Buck told The Paper/Philipstown.info he had contributed the money because he was asked personally by Pataki to support the annual Tour de Putnam bicycle event she was organizing. Besides Pataki’s salary, in 2014 Putnam Tourism Corp. spent $41,000 on events, contributed $41,000 to other groups and had an additional $3,000 in payroll.
The reporter’s interest
In an interview with The Paper/Philiptown.info, David McKay Wilson said his report stemmed from his Tax Watch column. “I am very interested in how tax-exempt organizations work,” he said. “I was looking at 990 reports [the annual IRS filings required of 501(c)(3) organizations] for Putnam. I typed in the Visitors Bureau and the other one [Putnam Tourism Corp.] also came up.”
Wilson said he then turned to documents filed with the New York State Attorney General’s Charities Bureau to understand how the second organization got started. That’s when he discovered that Barbara Scuccimarra had signed as a founding trustee, an act she told Wilson she did not recall.
“How many meetings has she [Pataki] convened of these organizations?” Wilson said. “We don’t know. People listed as members didn’t know they were on a board. It’s very troubling.”
Wilson he said he was familiar with the strict standards required by the IRS of 501(c)(3) organizations from his own experience serving as president of the nonprofit Westchester Bicycle Club. “They are the gold standard, the best kind of nonprofit to have,” he said. “People get to deduct their contributions from their taxes. These two nonprofits have no real operating boards. That doesn’t seem right.”
The bike race
The hallmark of Pataki’s three-year tenure as tourism head has been attempting to expand the annual Tour de Putnam bicycle event.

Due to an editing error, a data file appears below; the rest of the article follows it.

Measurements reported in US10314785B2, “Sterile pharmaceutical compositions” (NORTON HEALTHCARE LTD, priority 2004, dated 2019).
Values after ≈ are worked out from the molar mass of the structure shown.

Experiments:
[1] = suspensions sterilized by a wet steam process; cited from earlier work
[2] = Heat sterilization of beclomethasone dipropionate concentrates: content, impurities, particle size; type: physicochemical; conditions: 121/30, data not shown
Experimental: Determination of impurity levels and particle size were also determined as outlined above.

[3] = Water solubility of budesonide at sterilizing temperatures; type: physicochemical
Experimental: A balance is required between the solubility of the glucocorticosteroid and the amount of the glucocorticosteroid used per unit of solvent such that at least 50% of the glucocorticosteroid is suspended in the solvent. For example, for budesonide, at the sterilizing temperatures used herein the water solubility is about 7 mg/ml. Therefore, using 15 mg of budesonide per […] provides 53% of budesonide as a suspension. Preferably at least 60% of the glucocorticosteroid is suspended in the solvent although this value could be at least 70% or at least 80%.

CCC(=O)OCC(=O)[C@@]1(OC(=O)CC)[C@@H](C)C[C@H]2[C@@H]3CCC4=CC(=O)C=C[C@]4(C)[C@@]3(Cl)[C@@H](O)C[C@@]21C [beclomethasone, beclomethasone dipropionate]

Wilson led the 1,200-member Westchester Bicycle Club for five years, from 2006 to 2011, and is still a member. He recalled that members enjoyed the bicycle event in the years before Pataki changed the tone of the event from a recreational ride into an international race.
“Five hundred to 600 people used to come out for that event,” Wilson said. But the 2013 race in Cold Spring “was not welcoming to recreational riders,” he said. “It was more expensive to register and the route was not particularly desirable even for experienced riders.” Wilson said he and other bicyclists had been disappointed by the overly steep hills, dirt roads and a lack of refreshments despite a $67 registration fee.
In January 2013 many Cold Spring merchants protested the staging of the race, arguing the extended closing of Main Street on a weekend day in 2012 had resulted in lost business rather than any anticipated windfall. Negotiations resulted in different procedures for the race and incentives for merchants to stage a flower-themed sidewalk festival. But many were still disappointed.
Pataki moved the event to Brewster in 2014 on the eastern side of Putnam, where even fewer riders took part. There was no race in 2015.